Taking photos is an everyday thing these days.  In fact, it's not unusual to take 100 photos in one week or even one day.  There's so much talk about making sure we preserve our photos digitally, with backups of backups.  And that's important.  But what we don't talk as much about is preserving our photos in the only meaningful way they can be preserved:  IN PRINT.

Did you know a printed photo can last at least 200 years? I honestly can't tell you how long the digital backups of your photos will last because that all depends on ever-changing technology. When will flash drives become obsolete?  (Remember floppy disks??) Will your files ever be unreadable?  Who knows? Print comes with its own risks, of course (fire, water damage--and this is what a digital backup is for), but print remains the best and most meaningful way to preserve photos. And I'll tell you why.

Print is the only way that photos can be interacted with--seen, held, and loved--with their stories in tact! The memory and story behind a photo is a full HALF of its value. A photo of my great-grandparents with a baby on their lap is interesting and valuable to me simply because they are my family and I never met them, but when I can read that the baby on their lap is my grandmother, whom I did know, it becomes more valuable to me. When I read the entire story behind that photo--when I learn that my grandmother, whom I had always thought was the oldest in her family, was actually their first baby who lived past the age of one, and that they buried their first three babies--my heart goes out to my great-grandparents in a way I would have never anticipated. It helps me know them.  That precious photo passed down to my children would be entirely meaningless without the story behind it.

This is something I've been passionate about my whole life, so it's been exciting to find out that science backs me up! Studies have been done that show that looking back and recalling happy memories actually increases happiness in the present! (Wow. A recipe for happiness!) A report in The Atlantic cites several studies that link children's familiarity with family stories and heritage to better coping skills, a stronger sense of self, an increase in compassion and understanding, and lower rates of depression and anxiety. (Sign me up, right!?)

Have you ever looked at a photo and had memories come flooding back? Me, too. There's this astonishing power in a photo--the power to actually re-live a moment, to grieve and heal, to fall in love again. Something that powerful doesn't belong on a hard drive or in a box. It should be accessible, preserved with the story that belongs to it.

So the next time you take a photo, save it somewhere digitally, yes, but think more about preserving it in print, with its story, so that it can be interacted with, enjoyed, loved, and appreciated. Think about making it meaningful ten or twenty years from now, not just today. Think about unleashing its power and increasing your own happiness at the same time.

If you're not sure where to start, I would suggest the following tips to get you on the road to preserving your photos in print:

  1. Upload your photos to your computer (from your phone or camera) regularly. No excuses.
  2. Don't feel like you have to use every photo. Choose your favorites. It's okay to not use every photo you take.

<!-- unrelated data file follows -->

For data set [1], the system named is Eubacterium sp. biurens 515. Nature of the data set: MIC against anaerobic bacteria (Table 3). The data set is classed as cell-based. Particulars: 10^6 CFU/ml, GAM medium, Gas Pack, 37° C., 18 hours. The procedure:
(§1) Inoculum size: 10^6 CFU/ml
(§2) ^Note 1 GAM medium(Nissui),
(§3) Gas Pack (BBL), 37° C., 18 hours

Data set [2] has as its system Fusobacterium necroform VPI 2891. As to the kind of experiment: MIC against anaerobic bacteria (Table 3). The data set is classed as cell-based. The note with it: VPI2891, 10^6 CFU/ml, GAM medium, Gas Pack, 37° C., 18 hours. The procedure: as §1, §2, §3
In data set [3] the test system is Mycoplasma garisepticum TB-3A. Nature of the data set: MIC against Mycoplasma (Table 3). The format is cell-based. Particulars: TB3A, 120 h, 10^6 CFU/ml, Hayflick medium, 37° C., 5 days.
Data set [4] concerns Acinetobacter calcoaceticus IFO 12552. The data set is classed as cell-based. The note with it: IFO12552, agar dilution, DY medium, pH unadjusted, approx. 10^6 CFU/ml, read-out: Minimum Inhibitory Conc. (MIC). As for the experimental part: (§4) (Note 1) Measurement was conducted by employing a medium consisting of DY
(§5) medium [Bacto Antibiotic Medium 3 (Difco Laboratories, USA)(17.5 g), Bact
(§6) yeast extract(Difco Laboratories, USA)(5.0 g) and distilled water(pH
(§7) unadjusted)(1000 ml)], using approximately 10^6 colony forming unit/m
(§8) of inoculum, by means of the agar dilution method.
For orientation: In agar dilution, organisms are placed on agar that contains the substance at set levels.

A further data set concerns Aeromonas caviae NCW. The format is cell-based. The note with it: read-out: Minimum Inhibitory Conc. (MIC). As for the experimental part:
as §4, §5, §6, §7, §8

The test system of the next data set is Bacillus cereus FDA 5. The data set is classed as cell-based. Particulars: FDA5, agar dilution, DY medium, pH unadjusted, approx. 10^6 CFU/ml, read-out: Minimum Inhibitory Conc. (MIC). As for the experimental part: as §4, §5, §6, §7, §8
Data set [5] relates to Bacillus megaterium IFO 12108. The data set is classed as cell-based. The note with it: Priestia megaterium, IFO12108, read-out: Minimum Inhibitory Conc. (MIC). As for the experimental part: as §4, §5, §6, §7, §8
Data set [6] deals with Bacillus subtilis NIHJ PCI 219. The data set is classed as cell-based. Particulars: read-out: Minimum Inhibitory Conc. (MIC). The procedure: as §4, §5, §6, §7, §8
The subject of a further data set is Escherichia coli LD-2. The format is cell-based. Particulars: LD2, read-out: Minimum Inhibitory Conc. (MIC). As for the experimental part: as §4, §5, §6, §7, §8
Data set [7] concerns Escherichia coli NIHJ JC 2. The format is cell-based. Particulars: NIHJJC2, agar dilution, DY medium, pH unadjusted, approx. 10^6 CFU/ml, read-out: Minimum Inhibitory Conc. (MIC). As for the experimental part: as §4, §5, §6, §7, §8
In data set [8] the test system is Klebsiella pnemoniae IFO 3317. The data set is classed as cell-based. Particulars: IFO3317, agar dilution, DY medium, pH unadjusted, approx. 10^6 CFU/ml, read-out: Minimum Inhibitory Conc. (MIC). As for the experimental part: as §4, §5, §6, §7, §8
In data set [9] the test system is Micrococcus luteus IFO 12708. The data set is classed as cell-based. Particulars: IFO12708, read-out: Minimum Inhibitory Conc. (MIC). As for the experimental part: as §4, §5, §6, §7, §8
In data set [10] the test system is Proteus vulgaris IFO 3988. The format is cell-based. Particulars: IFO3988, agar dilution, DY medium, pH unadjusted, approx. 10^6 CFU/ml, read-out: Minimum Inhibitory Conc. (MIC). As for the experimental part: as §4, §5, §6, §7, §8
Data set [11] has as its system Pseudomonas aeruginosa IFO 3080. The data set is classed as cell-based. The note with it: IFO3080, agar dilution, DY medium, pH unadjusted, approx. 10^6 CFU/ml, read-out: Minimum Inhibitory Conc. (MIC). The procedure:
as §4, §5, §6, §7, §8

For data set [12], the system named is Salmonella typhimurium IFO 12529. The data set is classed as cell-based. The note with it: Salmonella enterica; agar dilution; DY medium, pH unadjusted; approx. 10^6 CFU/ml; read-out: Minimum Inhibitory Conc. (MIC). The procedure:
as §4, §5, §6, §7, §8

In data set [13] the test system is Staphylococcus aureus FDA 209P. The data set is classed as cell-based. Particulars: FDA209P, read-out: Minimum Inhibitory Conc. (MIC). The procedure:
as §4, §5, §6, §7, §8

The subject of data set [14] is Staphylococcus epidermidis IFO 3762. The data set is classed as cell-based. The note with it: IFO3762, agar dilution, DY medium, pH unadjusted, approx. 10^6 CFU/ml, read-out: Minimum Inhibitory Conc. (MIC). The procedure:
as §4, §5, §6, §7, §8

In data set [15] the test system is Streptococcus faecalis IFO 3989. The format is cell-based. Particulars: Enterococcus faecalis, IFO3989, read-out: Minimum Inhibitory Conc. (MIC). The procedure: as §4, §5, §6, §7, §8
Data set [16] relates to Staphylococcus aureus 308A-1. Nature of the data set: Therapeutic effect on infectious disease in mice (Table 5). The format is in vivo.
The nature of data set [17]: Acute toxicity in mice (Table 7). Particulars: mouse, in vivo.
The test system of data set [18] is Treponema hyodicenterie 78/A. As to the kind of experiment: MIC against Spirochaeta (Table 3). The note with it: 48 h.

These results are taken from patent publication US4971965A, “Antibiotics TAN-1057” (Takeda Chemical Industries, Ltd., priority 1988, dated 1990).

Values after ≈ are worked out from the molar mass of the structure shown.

3. You don't find time. You make it. Set aside an hour or two a week to work on memory-keeping. (Did you know the average American spends 5 hours a week on Facebook and 30 hours a week watching TV and 17 hours involved in sports and leisure? Just sayin'.)
  4. Start with something easy. (Your most recent vacation? The oldest pictures? A specific event?)
  5. Focus on ONE THING. Don't get overwhelmed if there's a lot to do. Start small and start easy. Don't get distracted by what still needs to be done. There's plenty of time for that. Enjoy what you're doing NOW.   
  6. If you have a hard time getting started, work with someone else. Committing to another person can help you keep your promises to yourself. Working with a sibling, child, or friend can be both fun and meaningful for you both. (Or ask me about my online digi-crops.)
  7. Listen to yourself. Preserve your photos and memories in a way that makes sense to YOU. Some people do memory-keeping chronologically, others by event. What other people do isn't as important as what will be do-able for you.

Photos are so common these days, so easy to come by, so easy to set aside or lose, that I think we've forgotten the inherent power in them and the gift that they are. To actually see again the face of a loved one who has passed on is priceless. To re-live meeting your baby for the first time is invaluable. To learn the stories of your family photos is irreplaceable. 

So it's worth the effort it takes to get there. I promise.    

Jennifer WiseJennifer Wise has been a memory-keeper since she was born. She uses this passion every day in her work as a Heritage Makers consultant and storybooking coach. She also works full-time as the CEO of a family of a tween, two teens, and a husband.  Jennifer is located in Colorado but is thankful that her business is online so she can help clients all over the country. She is a member of the Denver chapter of Polka Dot Powerhouse. She blogs regularly at www.lifetalesbooks.blogspot.com where she provides ideas, inspiration, and memory-keeping solutions for a variety of needs. You can subscribe to the blog via e-mail in the blog's sidebar.